I plan to go back to the winter market to see more vendors, generate more ideas, buy presents, support local artists, and meet new people.

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Graffiti in Paris

In 2011 I studied abroad for the summer in Paris. I saw a LOT of art in museums while studying the famous artists of Paris. However, I also saw a lot of cool art on the streets. I was amazed at the breadth of materials used in Parisian Graffiti. It may have simply been that I have never lived in a big city with plenty of time and places to create super interesting street art, but I enjoyed the variety all the same.

The majority of street art that I saw were put up with wheat paste. Wheat paste is a really cheap glue that dries relatively quickly. It allows an artist to premake their art or design on light paper and then simply slap it onto the wall with some paste. I like these works a lot because they are often really detailed, and as the paper wears due to weather they gain a certain character.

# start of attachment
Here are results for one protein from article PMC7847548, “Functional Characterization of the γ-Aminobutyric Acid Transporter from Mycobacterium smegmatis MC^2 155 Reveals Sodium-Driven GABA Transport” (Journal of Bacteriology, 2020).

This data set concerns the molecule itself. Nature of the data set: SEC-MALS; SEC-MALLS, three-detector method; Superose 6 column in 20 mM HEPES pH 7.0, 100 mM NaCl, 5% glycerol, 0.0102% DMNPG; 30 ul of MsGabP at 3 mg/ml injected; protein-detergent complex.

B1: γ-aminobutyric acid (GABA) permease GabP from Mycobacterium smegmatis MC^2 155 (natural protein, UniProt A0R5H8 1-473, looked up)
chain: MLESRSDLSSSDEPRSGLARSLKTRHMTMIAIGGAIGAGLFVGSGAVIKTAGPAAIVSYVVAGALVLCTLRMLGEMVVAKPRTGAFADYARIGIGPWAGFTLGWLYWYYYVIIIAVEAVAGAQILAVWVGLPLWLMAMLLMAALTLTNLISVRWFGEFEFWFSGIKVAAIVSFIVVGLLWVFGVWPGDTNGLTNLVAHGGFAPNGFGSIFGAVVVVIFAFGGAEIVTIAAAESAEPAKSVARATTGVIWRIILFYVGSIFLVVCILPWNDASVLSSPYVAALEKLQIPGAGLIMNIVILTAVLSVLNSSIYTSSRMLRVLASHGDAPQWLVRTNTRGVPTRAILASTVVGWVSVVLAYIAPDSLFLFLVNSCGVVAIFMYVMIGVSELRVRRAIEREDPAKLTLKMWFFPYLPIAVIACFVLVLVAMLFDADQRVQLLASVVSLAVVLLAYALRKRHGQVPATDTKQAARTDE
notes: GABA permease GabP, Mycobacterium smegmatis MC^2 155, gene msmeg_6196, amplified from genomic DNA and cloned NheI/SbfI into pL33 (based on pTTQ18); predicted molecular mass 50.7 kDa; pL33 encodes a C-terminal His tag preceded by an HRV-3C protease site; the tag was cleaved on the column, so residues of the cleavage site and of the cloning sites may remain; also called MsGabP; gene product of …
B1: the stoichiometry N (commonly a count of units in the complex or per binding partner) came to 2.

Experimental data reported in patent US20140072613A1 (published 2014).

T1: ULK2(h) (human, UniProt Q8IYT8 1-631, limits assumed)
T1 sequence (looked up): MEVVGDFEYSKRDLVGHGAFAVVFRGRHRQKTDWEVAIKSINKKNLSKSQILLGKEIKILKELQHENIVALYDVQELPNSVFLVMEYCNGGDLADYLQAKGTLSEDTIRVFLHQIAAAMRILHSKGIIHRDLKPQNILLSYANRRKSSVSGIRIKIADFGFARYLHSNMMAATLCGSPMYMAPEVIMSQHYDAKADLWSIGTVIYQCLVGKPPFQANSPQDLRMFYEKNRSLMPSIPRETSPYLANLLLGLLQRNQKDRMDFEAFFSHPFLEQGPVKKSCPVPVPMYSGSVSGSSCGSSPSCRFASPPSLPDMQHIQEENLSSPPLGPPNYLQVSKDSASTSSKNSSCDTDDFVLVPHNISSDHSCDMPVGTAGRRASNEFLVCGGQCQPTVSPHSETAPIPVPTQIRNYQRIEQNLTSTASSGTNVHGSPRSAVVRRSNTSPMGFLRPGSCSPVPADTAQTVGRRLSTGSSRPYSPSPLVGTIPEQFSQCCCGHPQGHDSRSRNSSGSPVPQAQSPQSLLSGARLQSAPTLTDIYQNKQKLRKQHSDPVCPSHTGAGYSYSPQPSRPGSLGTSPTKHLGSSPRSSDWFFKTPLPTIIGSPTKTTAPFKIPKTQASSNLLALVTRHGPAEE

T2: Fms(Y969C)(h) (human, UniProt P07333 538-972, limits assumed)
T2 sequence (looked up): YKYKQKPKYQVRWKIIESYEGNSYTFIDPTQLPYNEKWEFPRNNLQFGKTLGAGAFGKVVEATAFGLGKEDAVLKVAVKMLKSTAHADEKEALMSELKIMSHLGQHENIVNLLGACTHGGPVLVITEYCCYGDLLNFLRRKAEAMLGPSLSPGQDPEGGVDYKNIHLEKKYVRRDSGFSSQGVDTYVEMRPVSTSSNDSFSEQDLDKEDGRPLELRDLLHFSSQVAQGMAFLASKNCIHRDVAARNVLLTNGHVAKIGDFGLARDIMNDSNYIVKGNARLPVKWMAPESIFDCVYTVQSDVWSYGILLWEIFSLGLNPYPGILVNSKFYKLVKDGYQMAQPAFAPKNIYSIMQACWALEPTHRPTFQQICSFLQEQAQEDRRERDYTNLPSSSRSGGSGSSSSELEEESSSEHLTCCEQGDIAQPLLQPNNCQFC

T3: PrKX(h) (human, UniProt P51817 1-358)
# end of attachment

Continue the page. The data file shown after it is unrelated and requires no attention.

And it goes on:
I was also excited to see a Space Invader while in Paris. The artist Space Invader is relatively well known due to his specific style. He recreates pixellated characters from video games with colorful ceramic tiles. I can never know if the piece I saw was an actual space invader, or created by an imitator, but I’m not sure it matters.

I also saw a ton of graffiti on the walls of the metro. However I didn’t get any pictures of that art because the metro moved so fast and the lighting was too poor. The idea of temporal, guerilla art that is accessible to lots of people, due to its public nature, really appeals to me. However, flirting with “the law” or what not has always kept me from experimenting with street art.